Two years ago, Timothy Croll felt, as he describes it, "a blinding light" erupt in his mind. Touring Lawrence Livermore National Laboratory (LLNL) with other local government officials, he saw a powerful technology for mapping the spread of dangerous materials in the atmosphere. If a terrorist attack or an accident released toxins back home in Seattle, he realized, this suite of tools could save lives.
Croll is community services director at Seattle Public Utilities, the agency that runs Seattle's water, sewer, drainage and solid waste services. As a member of the Environment Task Force of Public Technology Inc., he was visiting LLNL to learn about a broad spectrum of technologies available there. Croll and his colleagues were particularly impressed with the lab's National Atmospheric Release Advisory Center (NARAC). The technologies there help emergency responders determine where a hazardous plume will spread given the local terrain and current weather conditions, and how best to protect people in that area.
Croll had used modeling software to design responses to accidental chlorine leaks from the city's water treatment facilities, but he'd never seen capabilities like NARAC's. "I felt like I had stepped from a tricycle to a Ferrari," he said.
Soon, safety officials in Seattle and other cities will get to take a spin in that Ferrari. Today, NARAC helps federal facilities and emergency workers plan responses to radiological, chemical and biological releases. A new demonstration program, called Local Integration of the NARAC with Cities, or LINC, will put NARAC's power into the hands of local agencies.
Seattle is the first pilot site for LINC, which is funded by the U.S. Department of Energy's Chemical and Biological National Security Program (CBNSP), working in partnership with PTI and LLNL. Officially, LINC focuses on chemical or biological materials released in terrorist attacks, but NARAC's system could help local agencies respond to accidents as well, Croll pointed out.
The NARAC system has two components: a local software package called iClient (Internet Client), and a central system at the lab in Livermore, Calif. Local responders use iClient to enter basic information about an incident, such as the material involved and the location. The software immediately maps the plume and returns advice on how to respond.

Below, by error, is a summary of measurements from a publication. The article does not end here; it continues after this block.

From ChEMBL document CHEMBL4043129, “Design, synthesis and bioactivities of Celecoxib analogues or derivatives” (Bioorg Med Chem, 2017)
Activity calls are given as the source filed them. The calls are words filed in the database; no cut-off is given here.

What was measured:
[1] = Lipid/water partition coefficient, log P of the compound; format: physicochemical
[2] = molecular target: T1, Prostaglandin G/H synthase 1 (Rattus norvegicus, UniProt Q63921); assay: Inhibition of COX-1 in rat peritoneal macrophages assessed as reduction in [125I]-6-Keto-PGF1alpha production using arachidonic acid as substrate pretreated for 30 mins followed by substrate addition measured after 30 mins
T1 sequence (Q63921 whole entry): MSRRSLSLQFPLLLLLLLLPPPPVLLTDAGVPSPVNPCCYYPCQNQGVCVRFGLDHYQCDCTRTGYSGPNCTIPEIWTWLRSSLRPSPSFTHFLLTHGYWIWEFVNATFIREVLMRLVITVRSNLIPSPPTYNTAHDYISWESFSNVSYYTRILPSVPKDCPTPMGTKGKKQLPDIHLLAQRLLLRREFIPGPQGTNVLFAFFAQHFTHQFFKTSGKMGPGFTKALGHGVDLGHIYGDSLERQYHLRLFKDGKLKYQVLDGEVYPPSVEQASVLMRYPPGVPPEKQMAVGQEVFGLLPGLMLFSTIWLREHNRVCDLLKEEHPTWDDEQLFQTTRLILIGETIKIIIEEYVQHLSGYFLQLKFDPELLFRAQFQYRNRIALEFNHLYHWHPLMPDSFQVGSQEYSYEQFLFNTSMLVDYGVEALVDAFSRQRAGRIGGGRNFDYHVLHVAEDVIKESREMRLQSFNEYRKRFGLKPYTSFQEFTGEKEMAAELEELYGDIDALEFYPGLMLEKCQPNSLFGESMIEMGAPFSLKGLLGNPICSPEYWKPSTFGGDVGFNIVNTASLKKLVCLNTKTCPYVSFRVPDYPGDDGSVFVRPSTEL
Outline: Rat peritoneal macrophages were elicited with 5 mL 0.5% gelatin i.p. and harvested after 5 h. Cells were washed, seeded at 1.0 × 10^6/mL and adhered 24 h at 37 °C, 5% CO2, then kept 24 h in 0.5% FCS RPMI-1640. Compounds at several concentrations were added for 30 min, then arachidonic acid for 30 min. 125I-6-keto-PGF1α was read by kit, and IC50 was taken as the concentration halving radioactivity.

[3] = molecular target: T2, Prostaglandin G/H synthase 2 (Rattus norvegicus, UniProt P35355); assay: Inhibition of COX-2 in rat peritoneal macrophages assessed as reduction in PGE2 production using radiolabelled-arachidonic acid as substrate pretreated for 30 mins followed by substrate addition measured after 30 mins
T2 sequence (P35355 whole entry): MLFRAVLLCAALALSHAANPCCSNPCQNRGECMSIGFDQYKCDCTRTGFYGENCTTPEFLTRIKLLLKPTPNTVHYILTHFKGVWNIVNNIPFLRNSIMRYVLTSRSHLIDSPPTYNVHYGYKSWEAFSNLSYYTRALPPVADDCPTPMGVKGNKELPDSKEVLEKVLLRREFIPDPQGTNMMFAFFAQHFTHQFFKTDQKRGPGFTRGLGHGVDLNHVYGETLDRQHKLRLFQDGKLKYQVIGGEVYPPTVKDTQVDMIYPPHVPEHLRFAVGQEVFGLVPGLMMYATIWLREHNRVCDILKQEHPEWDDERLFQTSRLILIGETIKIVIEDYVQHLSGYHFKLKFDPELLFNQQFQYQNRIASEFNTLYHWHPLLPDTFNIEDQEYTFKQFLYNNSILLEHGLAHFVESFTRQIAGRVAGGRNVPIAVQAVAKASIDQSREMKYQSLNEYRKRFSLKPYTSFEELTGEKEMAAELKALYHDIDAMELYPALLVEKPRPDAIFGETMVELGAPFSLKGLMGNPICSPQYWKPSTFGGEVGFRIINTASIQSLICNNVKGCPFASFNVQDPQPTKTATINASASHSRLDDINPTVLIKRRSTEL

"They have the capability to run a quick, simple model of what the downwind hazard areas might be," explained John Nasstrom, a deputy program administrator at LLNL. "At the same time, they can reach back to our more powerful computers in Livermore. They can do more detailed, three-dimensional atmospheric transport, including terrain effects. Those are returned in about five to 10 minutes."
NARAC's system does more than predict how a plume will spread. "It also talks about the impact," Croll explained. "There would be a map that would say that in these neighborhoods, with these bounding streets, the odds are you're dead already. If you're in these other bounding streets, stay inside and shut your windows."
With real-time meteorological data in the mix, city officials who planned to evacuate people to another part of the city would know for sure that the plume wasn't heading toward that area.
"Within about five minutes, a local responder has information about whether you ought to shelter in place, whether you ought to start evacuation processes," said Ronda Mosely-Rovi, director of environmental programs at PTI.
Like responders in many other cities, the HAZMAT team at the Seattle Fire Department currently uses software called CAMEO, which stands for Computer-Aided Management of Emergency Operations, to help it respond to chemical accidents. Developed by the National Oceanic and Atmospheric Administration and the Environmental Protection Agency, CAMEO includes an extensive database of chemicals and their properties, along with tools for modeling and mapping their dispersion.